This is where the inconsistencies in the story begin to appear like chinks in the armor and the paper-thin screenplay begins to flounder. With SRK’s inflated presence biting through the screen-space, there is almost no place left for the script to explore the relationship between Raaes and Seth. The supposedly two decade old relationship is broken off in seconds without an ounce of complexity shown in talented Atul Kulkarni’s character. He is just that, a supplement for Raees’s character to move into a dimension of brutality. Nawazuddin’s intriguing character feels like a breath of fresh air in this monotone of a story and provides a much needed relief. Having said that, even he falls a prey to the perspective of the screenplay. Just when you say to yourself – “Ah ! Now he’s got an equal match !”, expecting a Catch me if you can situation, disappointment sets in as you come to understand that Majmudar is only going to do this one thing – deliver funny punch-lines through his mannerisms and eccentricity. Mahirah Khan, who plays Raees’ wife, gets a lucky break in this production without contributing anything to the overall plot. If the idea was to ground the gangster and make him introspect on his morality, the emotion falls far off target and ends up being just an annoying distraction.
Interestingly, Raees has been compared to Pablo Escobar with several listicles being published about how they have an uncannily similar storyline. Yes, both of them were bootleggers and rose up through the ranks through their fortitude. Both of them cared about their communities and families. But that’s it. Escobar was not a hero. He was a flawed individual who was as complex as the business he surrounded himself with. His gradual transformation is believable as the writers are allowed to portray his struggle. As compared to that, Raees’ rise seemed like an effortless moonwalk into history books. Such a unidimensional portrayal doesn’t give the audience a chance to start caring about the character. When he exacts revenge, you don’t feel anything. When his family is harmed, you do not feel anything. It just becomes a story which is going through the motions and will end as it always does, fading away in the most predictable of endings.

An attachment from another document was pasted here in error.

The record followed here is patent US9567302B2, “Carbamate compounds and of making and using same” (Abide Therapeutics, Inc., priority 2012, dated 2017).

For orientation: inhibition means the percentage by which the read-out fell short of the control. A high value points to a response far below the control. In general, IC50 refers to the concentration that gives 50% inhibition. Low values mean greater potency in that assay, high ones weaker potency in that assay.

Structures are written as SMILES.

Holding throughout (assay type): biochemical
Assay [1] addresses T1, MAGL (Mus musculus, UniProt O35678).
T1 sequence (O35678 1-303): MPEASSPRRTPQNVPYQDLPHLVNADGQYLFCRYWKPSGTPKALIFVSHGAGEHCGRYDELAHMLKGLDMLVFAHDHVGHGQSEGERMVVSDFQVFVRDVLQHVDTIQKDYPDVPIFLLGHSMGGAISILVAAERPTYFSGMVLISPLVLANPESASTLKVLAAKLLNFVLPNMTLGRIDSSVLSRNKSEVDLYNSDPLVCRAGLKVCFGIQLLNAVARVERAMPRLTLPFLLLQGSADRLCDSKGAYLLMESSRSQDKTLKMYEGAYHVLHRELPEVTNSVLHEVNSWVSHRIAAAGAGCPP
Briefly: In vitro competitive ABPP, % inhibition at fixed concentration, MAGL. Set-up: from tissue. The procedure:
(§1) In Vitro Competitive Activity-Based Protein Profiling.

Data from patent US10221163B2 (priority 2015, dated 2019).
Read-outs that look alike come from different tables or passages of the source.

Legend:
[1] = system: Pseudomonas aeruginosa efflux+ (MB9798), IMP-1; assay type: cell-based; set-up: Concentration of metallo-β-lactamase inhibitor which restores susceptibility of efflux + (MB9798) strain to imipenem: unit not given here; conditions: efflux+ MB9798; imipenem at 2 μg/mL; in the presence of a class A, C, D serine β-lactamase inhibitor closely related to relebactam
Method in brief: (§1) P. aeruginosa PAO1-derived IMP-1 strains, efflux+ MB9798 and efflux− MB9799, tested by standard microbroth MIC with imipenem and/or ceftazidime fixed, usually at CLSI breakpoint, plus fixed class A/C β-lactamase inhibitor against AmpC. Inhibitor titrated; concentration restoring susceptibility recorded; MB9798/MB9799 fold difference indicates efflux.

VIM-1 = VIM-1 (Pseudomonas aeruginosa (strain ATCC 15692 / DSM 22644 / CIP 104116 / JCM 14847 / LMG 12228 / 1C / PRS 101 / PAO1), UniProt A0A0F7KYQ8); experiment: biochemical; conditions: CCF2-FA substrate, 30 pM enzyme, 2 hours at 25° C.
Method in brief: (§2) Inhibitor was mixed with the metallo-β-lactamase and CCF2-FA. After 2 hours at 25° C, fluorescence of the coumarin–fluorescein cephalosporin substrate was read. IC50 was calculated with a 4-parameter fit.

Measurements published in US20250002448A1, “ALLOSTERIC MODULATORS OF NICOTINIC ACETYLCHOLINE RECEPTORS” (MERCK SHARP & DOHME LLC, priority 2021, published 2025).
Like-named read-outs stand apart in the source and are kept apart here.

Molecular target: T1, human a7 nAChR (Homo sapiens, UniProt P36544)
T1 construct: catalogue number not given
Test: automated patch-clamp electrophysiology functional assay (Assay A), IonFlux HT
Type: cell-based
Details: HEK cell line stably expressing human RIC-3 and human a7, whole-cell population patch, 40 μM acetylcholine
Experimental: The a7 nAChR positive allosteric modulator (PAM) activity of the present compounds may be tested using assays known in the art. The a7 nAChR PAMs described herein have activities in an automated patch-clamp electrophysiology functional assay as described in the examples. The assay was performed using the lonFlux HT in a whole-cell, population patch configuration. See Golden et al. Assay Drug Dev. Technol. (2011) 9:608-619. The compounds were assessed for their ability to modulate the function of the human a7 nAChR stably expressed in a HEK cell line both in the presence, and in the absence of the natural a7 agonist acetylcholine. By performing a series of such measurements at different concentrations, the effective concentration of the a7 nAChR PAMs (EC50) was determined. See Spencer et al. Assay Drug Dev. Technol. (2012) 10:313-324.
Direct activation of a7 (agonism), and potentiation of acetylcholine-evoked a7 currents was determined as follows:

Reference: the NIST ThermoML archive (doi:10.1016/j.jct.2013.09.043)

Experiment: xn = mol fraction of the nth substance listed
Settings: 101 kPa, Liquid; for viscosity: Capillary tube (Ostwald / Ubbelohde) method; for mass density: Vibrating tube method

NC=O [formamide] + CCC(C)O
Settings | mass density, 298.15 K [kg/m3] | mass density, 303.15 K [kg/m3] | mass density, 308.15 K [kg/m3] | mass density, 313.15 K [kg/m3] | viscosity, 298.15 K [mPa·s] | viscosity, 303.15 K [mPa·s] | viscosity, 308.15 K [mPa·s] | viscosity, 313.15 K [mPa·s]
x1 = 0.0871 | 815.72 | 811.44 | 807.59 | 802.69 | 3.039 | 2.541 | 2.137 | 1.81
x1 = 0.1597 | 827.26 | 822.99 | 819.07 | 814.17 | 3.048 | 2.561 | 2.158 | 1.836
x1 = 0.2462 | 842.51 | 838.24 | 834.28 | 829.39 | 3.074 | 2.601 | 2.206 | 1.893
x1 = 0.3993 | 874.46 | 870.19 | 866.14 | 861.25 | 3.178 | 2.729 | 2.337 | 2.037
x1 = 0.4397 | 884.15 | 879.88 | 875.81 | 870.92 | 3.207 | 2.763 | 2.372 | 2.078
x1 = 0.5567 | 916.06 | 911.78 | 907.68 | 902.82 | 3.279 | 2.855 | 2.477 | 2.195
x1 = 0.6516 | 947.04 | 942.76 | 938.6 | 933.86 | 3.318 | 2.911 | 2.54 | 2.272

Hopefully, Dholakia’s first foray into big-budget films taught him a thing or two about Business. Casting a big star has its own implications and production pressures, wherein you’re pushed to film keeping the protagonist centre-stage, so much so that he tends to become bigger than the story itself. That’s the most cliched of cardinal sins that a film-maker can ever make. In such a scenario, it behooves the Director to stay grounded and listen to the writers for once. You have much to learn, sir…
gobblpoint: SRK films tend to come like a festival in Tinseltown. If you’re a fan then you’d probably be unfazed by this rant. But if you’re among those who are looking for a better story, feel free to go watch Kaabil.
Disclaimer: The images used in this post are the sole property of the makers of this film and are not owned by us in any form whatsoever.